For the preponderance of the evidence supports the trial court's determination that the prison officials had actual knowledge of Gibbs' dangerous state for at least two weeks before the stabbing but nevertheless failed to take any steps to confine him or to disarm him of the death-knife. We think the District Court correctly concluded that such conduct in failing to secure other prisoners from reasonably foreseeable harm was negligence which was a proximate cause of the decedent's wrongful death. (In extenuation of the officials involved, the evidence shows that the prison was undermanned and overpopulated.)
The facts found by the trial court show:
Gibbs had commenced to exhibit dangerous tendencies, such as acting strangely and cocking his shotgun (Gibbs was an inmate guard) and threatening other prisoners, as a result of which he had been "taken off the gun" by prison officials at least two weeks before the fatal incident. During his subsequent confinement to the barracks cell "under observation" (by the other inmates occupying the cell), he had mostly sat or lain on his bed, withdrawn and mumbling "the unknown tongue", "bugging his eyes", as the other prisoners testified. The other inmates occupying the cell complained to the prison ward captain before 10:00 a.m. on the very morning of the killing that they were afraid to continue sleeping in the same barracks cell as Gibbs. Between three and four o'clock that afternoon a detail of two unarmed convicts was sent to persuade Gibbs to come to the hospital for mental observation. While they were talking with him Gibbs seized a knife with a 9-inch blade from under his pillow. Jumping past the two-man delegation, Gibbs attacked the decedent, who fell backwards over a box, whereupon Gibbs straddled him and slashed repeatedly with his knife, causing the decedent's almost immediate death.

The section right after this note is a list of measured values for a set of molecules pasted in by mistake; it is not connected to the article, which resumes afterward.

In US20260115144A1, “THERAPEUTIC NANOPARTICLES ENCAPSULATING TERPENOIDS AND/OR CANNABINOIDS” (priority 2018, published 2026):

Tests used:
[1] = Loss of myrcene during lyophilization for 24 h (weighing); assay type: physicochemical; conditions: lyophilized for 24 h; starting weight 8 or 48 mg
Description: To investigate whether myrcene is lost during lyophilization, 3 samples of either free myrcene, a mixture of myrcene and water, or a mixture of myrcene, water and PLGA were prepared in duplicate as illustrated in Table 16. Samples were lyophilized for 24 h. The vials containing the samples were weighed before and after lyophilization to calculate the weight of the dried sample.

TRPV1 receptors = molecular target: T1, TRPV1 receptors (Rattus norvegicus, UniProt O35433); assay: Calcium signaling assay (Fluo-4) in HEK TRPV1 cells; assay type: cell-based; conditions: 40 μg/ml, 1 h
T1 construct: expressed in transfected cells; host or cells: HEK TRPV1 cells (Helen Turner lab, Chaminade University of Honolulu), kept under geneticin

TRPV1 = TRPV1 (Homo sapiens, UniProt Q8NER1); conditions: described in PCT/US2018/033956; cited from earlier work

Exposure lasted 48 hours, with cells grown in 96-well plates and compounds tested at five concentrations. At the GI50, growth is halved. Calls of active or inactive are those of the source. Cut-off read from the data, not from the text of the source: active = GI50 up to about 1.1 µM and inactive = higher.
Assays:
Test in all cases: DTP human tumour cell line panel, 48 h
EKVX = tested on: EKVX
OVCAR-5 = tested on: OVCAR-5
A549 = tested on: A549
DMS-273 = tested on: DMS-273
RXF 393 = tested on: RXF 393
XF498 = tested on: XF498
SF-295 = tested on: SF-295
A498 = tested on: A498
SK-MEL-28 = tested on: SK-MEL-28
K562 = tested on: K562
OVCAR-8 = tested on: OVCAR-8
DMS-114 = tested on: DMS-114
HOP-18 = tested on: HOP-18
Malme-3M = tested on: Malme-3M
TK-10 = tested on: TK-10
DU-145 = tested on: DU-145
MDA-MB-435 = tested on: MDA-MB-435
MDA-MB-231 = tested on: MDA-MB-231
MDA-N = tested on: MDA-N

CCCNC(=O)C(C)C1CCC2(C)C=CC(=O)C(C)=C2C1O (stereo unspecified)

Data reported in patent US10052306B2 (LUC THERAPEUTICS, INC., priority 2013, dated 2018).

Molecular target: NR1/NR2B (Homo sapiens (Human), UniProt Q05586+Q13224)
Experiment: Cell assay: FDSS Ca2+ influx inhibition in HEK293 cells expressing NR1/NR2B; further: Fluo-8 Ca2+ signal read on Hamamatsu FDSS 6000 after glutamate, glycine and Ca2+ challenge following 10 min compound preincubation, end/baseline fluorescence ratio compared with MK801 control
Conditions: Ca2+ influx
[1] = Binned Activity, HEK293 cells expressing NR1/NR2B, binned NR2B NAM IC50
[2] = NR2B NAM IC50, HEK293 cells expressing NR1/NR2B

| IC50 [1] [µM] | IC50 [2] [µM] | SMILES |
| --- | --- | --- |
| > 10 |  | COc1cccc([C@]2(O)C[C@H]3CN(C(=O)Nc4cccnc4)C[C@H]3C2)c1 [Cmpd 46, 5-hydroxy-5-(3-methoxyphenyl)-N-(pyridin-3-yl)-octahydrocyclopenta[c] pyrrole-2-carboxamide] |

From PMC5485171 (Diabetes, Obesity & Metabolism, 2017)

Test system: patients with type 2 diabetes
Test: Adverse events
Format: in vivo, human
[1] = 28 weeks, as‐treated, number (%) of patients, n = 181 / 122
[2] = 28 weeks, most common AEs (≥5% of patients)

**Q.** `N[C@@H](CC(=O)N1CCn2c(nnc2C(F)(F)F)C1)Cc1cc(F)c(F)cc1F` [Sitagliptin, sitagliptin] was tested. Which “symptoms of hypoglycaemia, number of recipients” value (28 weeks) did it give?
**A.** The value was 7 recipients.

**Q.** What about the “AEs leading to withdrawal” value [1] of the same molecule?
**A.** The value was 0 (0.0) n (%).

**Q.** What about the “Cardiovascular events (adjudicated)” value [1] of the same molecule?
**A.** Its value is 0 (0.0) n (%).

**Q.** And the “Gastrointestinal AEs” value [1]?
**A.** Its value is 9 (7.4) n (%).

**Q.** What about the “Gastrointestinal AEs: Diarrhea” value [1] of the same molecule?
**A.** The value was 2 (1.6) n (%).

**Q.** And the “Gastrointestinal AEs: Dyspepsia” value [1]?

The chief factual defense of the State is its attempted reliance upon the testimony of Thoyal Benjamin, one of the inmates, to the effect that the decedent was the aggressor in the incident which caused his death. We do not think the District Court erred in discounting this version, unsupported by the preponderance of the other testimony.
The State further argues that any negligence of the penitentiary in failing earlier to confine Gibbs so that he could not harm his fellow prisoners was not a proximate cause of this wrongful death which occurred while the State was in the process of finally fulfilling this duty. That is, the same danger may have existed, it is argued, even if the State had attempted to remove Gibbs from contact with the other prisoners immediately upon learning of his dangerous state.
We feel that this argument overlooks the causal connection with decedent's death of the negligent failure, in connection with learning of Gibbs' dangerous condition, to search and disarm him of the death knife; the evidence indicating that it was common knowledge that many of the inmates kept such homemade weapons. In the picturesque phrases of the District Court, "on the afternoon in question death lurked under the pillow on Gibbs' bunk, and only awaited something, almost anything, to trigger it and point out its victim."
Plaintiff-appellee has answered the appeal seeking an increase of the award to her of Fifteen Thousand Dollars for the loss of her son's love and affection and for her own mental anguish suffered through his wrongful death.